Everything is racially and religiously driven to the extent that it applies even to where we shop for our IT gadgets in Kuala Lumpur.It would have been funny, if not for the fact that our world is getting smaller, opaque and porous, when the country is flooded with the influx of princes and princesses from Africa, religious bigots and extremists, and the millions of foreigners who come in to fill up jobs in our estates and construction sites.

I now have Chinese patients who never had Malay or Indian food, whose command of the Malay language is worse than a four-year-old Malay boy. I also have acquaintances who still feel that the non-Malays are here to rob the country and then leave, putting aside the logic behind the non-Malays investing years of hardship into building this country and their Malaysian families. How sad.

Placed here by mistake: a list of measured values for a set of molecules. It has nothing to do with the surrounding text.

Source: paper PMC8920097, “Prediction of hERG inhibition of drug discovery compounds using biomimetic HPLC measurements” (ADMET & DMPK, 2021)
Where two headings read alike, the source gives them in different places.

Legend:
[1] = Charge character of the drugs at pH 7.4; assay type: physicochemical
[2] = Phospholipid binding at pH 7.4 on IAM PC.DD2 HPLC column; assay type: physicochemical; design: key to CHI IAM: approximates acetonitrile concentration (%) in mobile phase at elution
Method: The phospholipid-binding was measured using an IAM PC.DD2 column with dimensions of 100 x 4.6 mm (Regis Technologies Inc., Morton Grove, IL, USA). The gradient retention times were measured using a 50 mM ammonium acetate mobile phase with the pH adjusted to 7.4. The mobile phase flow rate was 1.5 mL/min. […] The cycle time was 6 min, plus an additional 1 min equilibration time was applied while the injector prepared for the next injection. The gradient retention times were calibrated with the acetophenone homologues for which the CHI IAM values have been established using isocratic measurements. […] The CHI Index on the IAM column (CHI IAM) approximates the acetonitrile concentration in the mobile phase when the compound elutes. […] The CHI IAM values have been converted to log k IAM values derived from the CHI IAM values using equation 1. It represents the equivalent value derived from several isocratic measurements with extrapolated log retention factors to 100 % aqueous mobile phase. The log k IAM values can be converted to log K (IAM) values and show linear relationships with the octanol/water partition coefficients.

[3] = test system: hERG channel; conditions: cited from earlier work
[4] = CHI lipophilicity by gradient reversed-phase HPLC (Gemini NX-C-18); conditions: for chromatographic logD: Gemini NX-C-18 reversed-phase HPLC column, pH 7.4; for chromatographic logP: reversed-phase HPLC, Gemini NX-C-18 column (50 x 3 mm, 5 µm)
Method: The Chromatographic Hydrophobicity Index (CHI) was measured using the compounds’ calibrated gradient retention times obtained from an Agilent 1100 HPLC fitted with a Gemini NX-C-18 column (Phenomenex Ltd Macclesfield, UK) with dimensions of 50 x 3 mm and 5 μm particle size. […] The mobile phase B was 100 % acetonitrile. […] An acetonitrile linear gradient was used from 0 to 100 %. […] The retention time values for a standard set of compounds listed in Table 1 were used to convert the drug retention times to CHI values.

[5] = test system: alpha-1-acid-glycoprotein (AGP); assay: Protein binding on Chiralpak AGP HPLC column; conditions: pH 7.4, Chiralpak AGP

We have the potential to be a nation that truly respects, tolerate and embrace racial and cultural differences, whose citizens celebrate each other’s differences and not antagonise, suspect and oppress one another.The only question is, how bad do we want it?

I was driven to write this while listening to Chinese New Year songs in malls and thinking what festival comes next. May the celebration bring forth the kaleidoscope that allows us to view the colourful tapestry that makes this country unique, special and truly remarkable.